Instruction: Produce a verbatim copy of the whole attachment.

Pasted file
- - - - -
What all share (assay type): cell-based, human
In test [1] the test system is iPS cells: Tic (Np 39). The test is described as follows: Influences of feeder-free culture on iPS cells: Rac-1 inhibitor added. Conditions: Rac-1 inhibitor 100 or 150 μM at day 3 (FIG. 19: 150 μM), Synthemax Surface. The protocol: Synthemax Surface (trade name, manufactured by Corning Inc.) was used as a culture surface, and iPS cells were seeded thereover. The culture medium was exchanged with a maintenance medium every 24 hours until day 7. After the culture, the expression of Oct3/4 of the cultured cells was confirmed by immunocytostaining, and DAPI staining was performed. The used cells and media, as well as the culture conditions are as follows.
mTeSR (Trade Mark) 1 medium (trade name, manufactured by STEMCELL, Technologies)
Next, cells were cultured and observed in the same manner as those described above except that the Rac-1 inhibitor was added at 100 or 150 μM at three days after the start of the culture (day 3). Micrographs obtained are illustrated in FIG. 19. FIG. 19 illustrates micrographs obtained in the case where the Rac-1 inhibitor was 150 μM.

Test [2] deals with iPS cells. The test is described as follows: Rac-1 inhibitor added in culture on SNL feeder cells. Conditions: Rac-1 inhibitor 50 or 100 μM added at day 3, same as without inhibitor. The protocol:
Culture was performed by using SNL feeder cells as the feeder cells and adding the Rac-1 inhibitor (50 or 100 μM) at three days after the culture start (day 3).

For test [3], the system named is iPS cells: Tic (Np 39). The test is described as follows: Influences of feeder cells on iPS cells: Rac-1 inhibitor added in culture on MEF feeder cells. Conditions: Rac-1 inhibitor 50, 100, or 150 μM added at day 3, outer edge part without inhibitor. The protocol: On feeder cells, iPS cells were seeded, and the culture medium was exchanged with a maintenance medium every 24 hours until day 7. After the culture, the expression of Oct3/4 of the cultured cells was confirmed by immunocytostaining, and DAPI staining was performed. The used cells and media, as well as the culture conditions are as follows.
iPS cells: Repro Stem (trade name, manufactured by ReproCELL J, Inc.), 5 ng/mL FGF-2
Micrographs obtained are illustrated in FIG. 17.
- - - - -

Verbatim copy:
What all share (assay type): cell-based, human
In test [1] the test system is iPS cells: Tic (Np 39). The test is described as follows: Influences of feeder-free culture on iPS cells: Rac-1 inhibitor added. Conditions: Rac-1 inhibitor 100 or 150 μM at day 3 (FIG. 19: 150 μM), Synthemax Surface. The protocol: Synthemax Surface (trade name, manufactured by Corning Inc.) was used as a culture surface, and iPS cells were seeded thereover. The culture medium was exchanged with a maintenance medium every 24 hours until day 7. After the culture, the expression of Oct3/4 of the cultured cells was confirmed by immunocytostaining, and DAPI staining was performed. The used cells and media, as well as the culture conditions are as follows.
mTeSR (Trade Mark) 1 medium (trade name, manufactured by STEMCELL, Technologies)
Next, cells were cultured and observed in the same manner as those described above except that the Rac-1 inhibitor was added at 100 or 150 μM at three days after the start of the culture (day 3). Micrographs obtained are illustrated in FIG. 19. FIG. 19 illustrates micrographs obtained in the case where the Rac-1 inhibitor was 150 μM.

Test [2] deals with iPS cells. The test is described as follows: Rac-1 inhibitor added in culture on SNL feeder cells. Conditions: Rac-1 inhibitor 50 or 100 μM added at day 3, same as without inhibitor. The protocol:
Culture was performed by using SNL feeder cells as the feeder cells and adding the Rac-1 inhibitor (50 or 100 μM) at three days after the culture start (day 3).

For test [3], the system named is iPS cells: Tic (Np 39). The test is described as follows: Influences of feeder cells on iPS cells: Rac-1 inhibitor added in culture on MEF feeder cells. Conditions: Rac-1 inhibitor 50, 100, or 150 μM added at day 3, outer edge part without inhibitor. The protocol: On feeder cells, iPS cells were seeded, and the culture medium was exchanged with a maintenance medium every 24 hours until day 7. After the culture, the expression of Oct3/4 of the cultured cells was confirmed by immunocytostaining, and DAPI staining was performed. The used cells and media, as well as the culture conditions are as follows.
iPS cells: Repro Stem (trade name, manufactured by ReproCELL J, Inc.), 5 ng/mL FGF-2
Micrographs obtained are illustrated in FIG. 17.